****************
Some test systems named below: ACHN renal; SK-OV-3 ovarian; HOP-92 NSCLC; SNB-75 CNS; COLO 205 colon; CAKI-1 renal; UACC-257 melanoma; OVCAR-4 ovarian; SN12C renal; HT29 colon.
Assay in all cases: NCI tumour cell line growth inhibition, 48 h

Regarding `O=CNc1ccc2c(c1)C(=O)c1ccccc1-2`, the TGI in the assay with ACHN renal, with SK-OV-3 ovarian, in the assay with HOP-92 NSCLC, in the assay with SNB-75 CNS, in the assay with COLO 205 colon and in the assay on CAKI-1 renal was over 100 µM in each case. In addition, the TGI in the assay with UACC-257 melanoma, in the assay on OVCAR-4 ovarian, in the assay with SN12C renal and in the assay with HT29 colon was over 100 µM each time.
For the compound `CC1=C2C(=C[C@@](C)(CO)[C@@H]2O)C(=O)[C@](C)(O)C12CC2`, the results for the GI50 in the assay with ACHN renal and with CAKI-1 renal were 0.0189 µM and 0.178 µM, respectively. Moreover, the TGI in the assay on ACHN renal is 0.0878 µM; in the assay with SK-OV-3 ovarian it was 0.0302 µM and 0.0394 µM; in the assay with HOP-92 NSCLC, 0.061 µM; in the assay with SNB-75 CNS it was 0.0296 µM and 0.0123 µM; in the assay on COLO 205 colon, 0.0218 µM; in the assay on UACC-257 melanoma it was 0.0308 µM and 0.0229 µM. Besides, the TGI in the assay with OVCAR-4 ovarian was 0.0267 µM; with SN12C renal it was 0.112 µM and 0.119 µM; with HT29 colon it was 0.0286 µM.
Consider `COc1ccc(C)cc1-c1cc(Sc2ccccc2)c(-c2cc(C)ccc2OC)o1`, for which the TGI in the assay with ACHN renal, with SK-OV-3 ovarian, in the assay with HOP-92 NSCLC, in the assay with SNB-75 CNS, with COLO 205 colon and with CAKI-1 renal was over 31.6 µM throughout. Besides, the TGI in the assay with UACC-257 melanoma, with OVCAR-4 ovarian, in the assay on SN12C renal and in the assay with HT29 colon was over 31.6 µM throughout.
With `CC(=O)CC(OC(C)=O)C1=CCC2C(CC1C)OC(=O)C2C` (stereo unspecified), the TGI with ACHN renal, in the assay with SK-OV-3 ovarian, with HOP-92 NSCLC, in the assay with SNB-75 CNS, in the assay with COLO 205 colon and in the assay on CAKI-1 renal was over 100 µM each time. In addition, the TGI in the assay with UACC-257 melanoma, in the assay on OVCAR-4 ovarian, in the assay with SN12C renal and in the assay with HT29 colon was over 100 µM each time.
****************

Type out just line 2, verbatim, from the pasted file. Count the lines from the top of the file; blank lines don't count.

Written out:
Assay in all cases: NCI tumour cell line growth inhibition, 48 h